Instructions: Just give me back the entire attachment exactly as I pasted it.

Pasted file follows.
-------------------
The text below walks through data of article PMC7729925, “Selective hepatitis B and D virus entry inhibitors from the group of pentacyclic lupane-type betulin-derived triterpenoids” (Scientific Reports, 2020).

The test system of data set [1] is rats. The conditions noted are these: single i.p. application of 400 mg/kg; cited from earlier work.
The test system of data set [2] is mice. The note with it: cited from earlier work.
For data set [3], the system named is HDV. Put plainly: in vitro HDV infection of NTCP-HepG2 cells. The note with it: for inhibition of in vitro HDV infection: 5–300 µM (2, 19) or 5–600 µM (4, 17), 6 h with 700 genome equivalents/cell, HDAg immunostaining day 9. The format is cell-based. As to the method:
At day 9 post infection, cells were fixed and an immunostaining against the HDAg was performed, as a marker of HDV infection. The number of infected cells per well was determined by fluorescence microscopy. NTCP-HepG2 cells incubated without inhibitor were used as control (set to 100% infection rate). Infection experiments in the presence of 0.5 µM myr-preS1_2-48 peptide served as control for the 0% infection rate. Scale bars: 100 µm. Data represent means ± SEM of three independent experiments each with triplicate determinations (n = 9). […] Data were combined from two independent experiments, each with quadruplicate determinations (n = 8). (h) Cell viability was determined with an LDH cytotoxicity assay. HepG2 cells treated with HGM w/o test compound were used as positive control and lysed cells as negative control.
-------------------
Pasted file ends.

The text below walks through data of article PMC7729925, “Selective hepatitis B and D virus entry inhibitors from the group of pentacyclic lupane-type betulin-derived triterpenoids” (Scientific Reports, 2020).

The test system of data set [1] is rats. The conditions noted are these: single i.p. application of 400 mg/kg; cited from earlier work.
The test system of data set [2] is mice. The note with it: cited from earlier work.
For data set [3], the system named is HDV. Put plainly: in vitro HDV infection of NTCP-HepG2 cells. The note with it: for inhibition of in vitro HDV infection: 5–300 µM (2, 19) or 5–600 µM (4, 17), 6 h with 700 genome equivalents/cell, HDAg immunostaining day 9. The format is cell-based. As to the method:
At day 9 post infection, cells were fixed and an immunostaining against the HDAg was performed, as a marker of HDV infection. The number of infected cells per well was determined by fluorescence microscopy. NTCP-HepG2 cells incubated without inhibitor were used as control (set to 100% infection rate). Infection experiments in the presence of 0.5 µM myr-preS1_2-48 peptide served as control for the 0% infection rate. Scale bars: 100 µm. Data represent means ± SEM of three independent experiments each with triplicate determinations (n = 9). […] Data were combined from two independent experiments, each with quadruplicate determinations (n = 8). (h) Cell viability was determined with an LDH cytotoxicity assay. HepG2 cells treated with HGM w/o test compound were used as positive control and lysed cells as negative control.